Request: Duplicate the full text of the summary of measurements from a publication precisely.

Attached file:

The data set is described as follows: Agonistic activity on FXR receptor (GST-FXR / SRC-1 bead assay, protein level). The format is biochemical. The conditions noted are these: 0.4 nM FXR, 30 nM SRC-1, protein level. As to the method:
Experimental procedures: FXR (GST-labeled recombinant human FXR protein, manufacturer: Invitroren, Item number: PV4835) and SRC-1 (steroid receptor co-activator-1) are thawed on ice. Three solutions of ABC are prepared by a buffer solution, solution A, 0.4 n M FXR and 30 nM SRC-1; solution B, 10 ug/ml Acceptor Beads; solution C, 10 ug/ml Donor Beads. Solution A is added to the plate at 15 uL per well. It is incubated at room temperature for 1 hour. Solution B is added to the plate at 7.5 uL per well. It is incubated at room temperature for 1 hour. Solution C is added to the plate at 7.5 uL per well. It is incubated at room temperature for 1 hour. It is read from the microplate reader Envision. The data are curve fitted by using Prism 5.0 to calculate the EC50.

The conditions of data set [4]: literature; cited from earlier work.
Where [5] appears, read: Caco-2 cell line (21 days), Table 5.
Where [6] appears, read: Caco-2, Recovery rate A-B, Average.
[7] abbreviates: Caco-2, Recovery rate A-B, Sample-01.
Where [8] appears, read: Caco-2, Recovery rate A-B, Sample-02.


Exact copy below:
The data set is described as follows: Agonistic activity on FXR receptor (GST-FXR / SRC-1 bead assay, protein level). The format is biochemical. The conditions noted are these: 0.4 nM FXR, 30 nM SRC-1, protein level. As to the method:
Experimental procedures: FXR (GST-labeled recombinant human FXR protein, manufacturer: Invitroren, Item number: PV4835) and SRC-1 (steroid receptor co-activator-1) are thawed on ice. Three solutions of ABC are prepared by a buffer solution, solution A, 0.4 n M FXR and 30 nM SRC-1; solution B, 10 ug/ml Acceptor Beads; solution C, 10 ug/ml Donor Beads. Solution A is added to the plate at 15 uL per well. It is incubated at room temperature for 1 hour. Solution B is added to the plate at 7.5 uL per well. It is incubated at room temperature for 1 hour. Solution C is added to the plate at 7.5 uL per well. It is incubated at room temperature for 1 hour. It is read from the microplate reader Envision. The data are curve fitted by using Prism 5.0 to calculate the EC50.

The conditions of data set [4]: literature; cited from earlier work.
Where [5] appears, read: Caco-2 cell line (21 days), Table 5.
Where [6] appears, read: Caco-2, Recovery rate A-B, Average.
[7] abbreviates: Caco-2, Recovery rate A-B, Sample-01.
Where [8] appears, read: Caco-2, Recovery rate A-B, Sample-02.